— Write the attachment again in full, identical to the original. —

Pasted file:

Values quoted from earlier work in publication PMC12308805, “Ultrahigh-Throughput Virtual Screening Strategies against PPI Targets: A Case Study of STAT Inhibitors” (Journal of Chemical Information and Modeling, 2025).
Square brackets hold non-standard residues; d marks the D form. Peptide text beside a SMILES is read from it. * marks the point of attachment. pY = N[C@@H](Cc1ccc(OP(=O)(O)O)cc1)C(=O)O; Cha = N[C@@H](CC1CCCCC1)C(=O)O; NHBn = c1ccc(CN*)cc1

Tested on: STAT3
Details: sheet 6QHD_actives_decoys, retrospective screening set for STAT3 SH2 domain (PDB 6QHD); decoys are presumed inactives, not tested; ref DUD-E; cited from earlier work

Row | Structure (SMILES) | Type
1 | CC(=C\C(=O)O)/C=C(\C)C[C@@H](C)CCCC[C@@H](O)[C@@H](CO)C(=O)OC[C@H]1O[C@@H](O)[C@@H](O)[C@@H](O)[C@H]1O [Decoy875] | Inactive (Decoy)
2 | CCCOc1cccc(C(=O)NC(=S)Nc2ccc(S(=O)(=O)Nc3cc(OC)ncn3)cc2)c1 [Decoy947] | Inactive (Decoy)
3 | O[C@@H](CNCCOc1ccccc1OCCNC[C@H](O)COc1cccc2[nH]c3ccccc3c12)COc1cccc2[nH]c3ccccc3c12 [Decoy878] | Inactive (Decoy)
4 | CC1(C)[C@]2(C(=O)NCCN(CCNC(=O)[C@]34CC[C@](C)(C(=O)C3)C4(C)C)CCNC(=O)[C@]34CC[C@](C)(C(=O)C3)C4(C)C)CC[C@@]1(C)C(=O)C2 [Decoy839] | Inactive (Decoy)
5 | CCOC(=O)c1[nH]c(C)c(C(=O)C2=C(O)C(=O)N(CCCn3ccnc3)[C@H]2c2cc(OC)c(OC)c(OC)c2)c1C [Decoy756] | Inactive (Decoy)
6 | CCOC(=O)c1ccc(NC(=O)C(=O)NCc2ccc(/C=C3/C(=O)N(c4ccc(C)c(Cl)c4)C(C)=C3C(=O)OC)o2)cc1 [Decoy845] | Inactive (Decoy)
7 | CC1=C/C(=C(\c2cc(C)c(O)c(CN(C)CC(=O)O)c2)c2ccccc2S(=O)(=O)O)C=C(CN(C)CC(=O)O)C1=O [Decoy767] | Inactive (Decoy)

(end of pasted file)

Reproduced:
Values quoted from earlier work in publication PMC12308805, “Ultrahigh-Throughput Virtual Screening Strategies against PPI Targets: A Case Study of STAT Inhibitors” (Journal of Chemical Information and Modeling, 2025).
Square brackets hold non-standard residues; d marks the D form. Peptide text beside a SMILES is read from it. * marks the point of attachment. pY = N[C@@H](Cc1ccc(OP(=O)(O)O)cc1)C(=O)O; Cha = N[C@@H](CC1CCCCC1)C(=O)O; NHBn = c1ccc(CN*)cc1

Tested on: STAT3
Details: sheet 6QHD_actives_decoys, retrospective screening set for STAT3 SH2 domain (PDB 6QHD); decoys are presumed inactives, not tested; ref DUD-E; cited from earlier work

Row | Structure (SMILES) | Type
1 | CC(=C\C(=O)O)/C=C(\C)C[C@@H](C)CCCC[C@@H](O)[C@@H](CO)C(=O)OC[C@H]1O[C@@H](O)[C@@H](O)[C@@H](O)[C@H]1O [Decoy875] | Inactive (Decoy)
2 | CCCOc1cccc(C(=O)NC(=S)Nc2ccc(S(=O)(=O)Nc3cc(OC)ncn3)cc2)c1 [Decoy947] | Inactive (Decoy)
3 | O[C@@H](CNCCOc1ccccc1OCCNC[C@H](O)COc1cccc2[nH]c3ccccc3c12)COc1cccc2[nH]c3ccccc3c12 [Decoy878] | Inactive (Decoy)
4 | CC1(C)[C@]2(C(=O)NCCN(CCNC(=O)[C@]34CC[C@](C)(C(=O)C3)C4(C)C)CCNC(=O)[C@]34CC[C@](C)(C(=O)C3)C4(C)C)CC[C@@]1(C)C(=O)C2 [Decoy839] | Inactive (Decoy)
5 | CCOC(=O)c1[nH]c(C)c(C(=O)C2=C(O)C(=O)N(CCCn3ccnc3)[C@H]2c2cc(OC)c(OC)c(OC)c2)c1C [Decoy756] | Inactive (Decoy)
6 | CCOC(=O)c1ccc(NC(=O)C(=O)NCc2ccc(/C=C3/C(=O)N(c4ccc(C)c(Cl)c4)C(C)=C3C(=O)OC)o2)cc1 [Decoy845] | Inactive (Decoy)
7 | CC1=C/C(=C(\c2cc(C)c(O)c(CN(C)CC(=O)O)c2)c2ccccc2S(=O)(=O)O)C=C(CN(C)CC(=O)O)C1=O [Decoy767] | Inactive (Decoy)